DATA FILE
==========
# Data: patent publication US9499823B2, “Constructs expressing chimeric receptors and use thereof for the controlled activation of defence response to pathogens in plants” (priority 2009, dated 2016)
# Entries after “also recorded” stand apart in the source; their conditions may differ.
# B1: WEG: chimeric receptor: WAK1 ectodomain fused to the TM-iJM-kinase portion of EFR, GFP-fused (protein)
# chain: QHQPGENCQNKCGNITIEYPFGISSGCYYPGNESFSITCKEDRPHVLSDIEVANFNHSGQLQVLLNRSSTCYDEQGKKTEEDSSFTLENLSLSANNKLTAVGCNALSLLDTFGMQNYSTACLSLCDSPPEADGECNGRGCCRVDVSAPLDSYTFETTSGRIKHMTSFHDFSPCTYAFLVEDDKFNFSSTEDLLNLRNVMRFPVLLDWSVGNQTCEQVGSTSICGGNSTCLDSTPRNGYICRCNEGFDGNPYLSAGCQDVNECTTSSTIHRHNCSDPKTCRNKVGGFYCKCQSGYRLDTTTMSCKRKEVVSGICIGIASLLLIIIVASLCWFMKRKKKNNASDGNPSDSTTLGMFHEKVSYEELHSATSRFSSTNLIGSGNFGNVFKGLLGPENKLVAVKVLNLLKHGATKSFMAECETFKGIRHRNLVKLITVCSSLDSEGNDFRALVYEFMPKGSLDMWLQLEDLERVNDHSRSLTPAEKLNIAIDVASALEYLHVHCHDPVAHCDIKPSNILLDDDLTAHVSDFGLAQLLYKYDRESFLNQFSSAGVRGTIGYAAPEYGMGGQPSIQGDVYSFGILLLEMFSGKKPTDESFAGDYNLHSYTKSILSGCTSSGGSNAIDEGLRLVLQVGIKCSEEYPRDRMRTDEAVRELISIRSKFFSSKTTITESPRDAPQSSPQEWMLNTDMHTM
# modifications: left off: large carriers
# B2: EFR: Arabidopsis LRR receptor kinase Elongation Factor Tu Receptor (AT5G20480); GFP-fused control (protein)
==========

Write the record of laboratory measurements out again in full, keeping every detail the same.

# Data: patent publication US9499823B2, “Constructs expressing chimeric receptors and use thereof for the controlled activation of defence response to pathogens in plants” (priority 2009, dated 2016)
# Entries after “also recorded” stand apart in the source; their conditions may differ.
# B1: WEG: chimeric receptor: WAK1 ectodomain fused to the TM-iJM-kinase portion of EFR, GFP-fused (protein)
# chain: QHQPGENCQNKCGNITIEYPFGISSGCYYPGNESFSITCKEDRPHVLSDIEVANFNHSGQLQVLLNRSSTCYDEQGKKTEEDSSFTLENLSLSANNKLTAVGCNALSLLDTFGMQNYSTACLSLCDSPPEADGECNGRGCCRVDVSAPLDSYTFETTSGRIKHMTSFHDFSPCTYAFLVEDDKFNFSSTEDLLNLRNVMRFPVLLDWSVGNQTCEQVGSTSICGGNSTCLDSTPRNGYICRCNEGFDGNPYLSAGCQDVNECTTSSTIHRHNCSDPKTCRNKVGGFYCKCQSGYRLDTTTMSCKRKEVVSGICIGIASLLLIIIVASLCWFMKRKKKNNASDGNPSDSTTLGMFHEKVSYEELHSATSRFSSTNLIGSGNFGNVFKGLLGPENKLVAVKVLNLLKHGATKSFMAECETFKGIRHRNLVKLITVCSSLDSEGNDFRALVYEFMPKGSLDMWLQLEDLERVNDHSRSLTPAEKLNIAIDVASALEYLHVHCHDPVAHCDIKPSNILLDDDLTAHVSDFGLAQLLYKYDRESFLNQFSSAGVRGTIGYAAPEYGMGGQPSIQGDVYSFGILLLEMFSGKKPTDESFAGDYNLHSYTKSILSGCTSSGGSNAIDEGLRLVLQVGIKCSEEYPRDRMRTDEAVRELISIRSKFFSSKTTITESPRDAPQSSPQEWMLNTDMHTM
# modifications: left off: large carriers
# B2: EFR: Arabidopsis LRR receptor kinase Elongation Factor Tu Receptor (AT5G20480); GFP-fused control (protein)